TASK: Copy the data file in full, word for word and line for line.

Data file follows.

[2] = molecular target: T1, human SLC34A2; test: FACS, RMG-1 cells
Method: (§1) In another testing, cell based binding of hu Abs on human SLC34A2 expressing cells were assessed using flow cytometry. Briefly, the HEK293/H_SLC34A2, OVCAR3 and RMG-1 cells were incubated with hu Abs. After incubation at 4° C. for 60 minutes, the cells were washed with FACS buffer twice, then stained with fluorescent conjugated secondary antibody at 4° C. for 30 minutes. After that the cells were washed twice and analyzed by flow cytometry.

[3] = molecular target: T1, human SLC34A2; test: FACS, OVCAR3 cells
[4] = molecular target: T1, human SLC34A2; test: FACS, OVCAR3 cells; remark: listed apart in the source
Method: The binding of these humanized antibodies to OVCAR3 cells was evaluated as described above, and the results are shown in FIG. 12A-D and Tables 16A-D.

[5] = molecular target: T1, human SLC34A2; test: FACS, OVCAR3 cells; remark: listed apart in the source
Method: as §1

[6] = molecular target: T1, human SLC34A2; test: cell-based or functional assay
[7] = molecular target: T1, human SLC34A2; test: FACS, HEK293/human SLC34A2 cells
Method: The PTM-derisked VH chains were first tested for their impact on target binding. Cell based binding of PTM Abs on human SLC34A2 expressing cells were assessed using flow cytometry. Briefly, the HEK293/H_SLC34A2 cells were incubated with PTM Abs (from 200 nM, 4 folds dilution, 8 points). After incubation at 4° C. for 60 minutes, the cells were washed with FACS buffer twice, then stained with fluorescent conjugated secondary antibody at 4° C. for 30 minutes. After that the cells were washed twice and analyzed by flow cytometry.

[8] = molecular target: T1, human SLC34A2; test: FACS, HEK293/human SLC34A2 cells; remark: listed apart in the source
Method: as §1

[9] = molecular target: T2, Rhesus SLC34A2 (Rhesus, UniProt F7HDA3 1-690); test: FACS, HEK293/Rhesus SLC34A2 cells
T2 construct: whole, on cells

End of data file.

[2] = molecular target: T1, human SLC34A2; test: FACS, RMG-1 cells
Method: (§1) In another testing, cell based binding of hu Abs on human SLC34A2 expressing cells were assessed using flow cytometry. Briefly, the HEK293/H_SLC34A2, OVCAR3 and RMG-1 cells were incubated with hu Abs. After incubation at 4° C. for 60 minutes, the cells were washed with FACS buffer twice, then stained with fluorescent conjugated secondary antibody at 4° C. for 30 minutes. After that the cells were washed twice and analyzed by flow cytometry.

[3] = molecular target: T1, human SLC34A2; test: FACS, OVCAR3 cells
[4] = molecular target: T1, human SLC34A2; test: FACS, OVCAR3 cells; remark: listed apart in the source
Method: The binding of these humanized antibodies to OVCAR3 cells was evaluated as described above, and the results are shown in FIG. 12A-D and Tables 16A-D.

[5] = molecular target: T1, human SLC34A2; test: FACS, OVCAR3 cells; remark: listed apart in the source
Method: as §1

[6] = molecular target: T1, human SLC34A2; test: cell-based or functional assay
[7] = molecular target: T1, human SLC34A2; test: FACS, HEK293/human SLC34A2 cells
Method: The PTM-derisked VH chains were first tested for their impact on target binding. Cell based binding of PTM Abs on human SLC34A2 expressing cells were assessed using flow cytometry. Briefly, the HEK293/H_SLC34A2 cells were incubated with PTM Abs (from 200 nM, 4 folds dilution, 8 points). After incubation at 4° C. for 60 minutes, the cells were washed with FACS buffer twice, then stained with fluorescent conjugated secondary antibody at 4° C. for 30 minutes. After that the cells were washed twice and analyzed by flow cytometry.

[8] = molecular target: T1, human SLC34A2; test: FACS, HEK293/human SLC34A2 cells; remark: listed apart in the source
Method: as §1

[9] = molecular target: T2, Rhesus SLC34A2 (Rhesus, UniProt F7HDA3 1-690); test: FACS, HEK293/Rhesus SLC34A2 cells
T2 construct: whole, on cells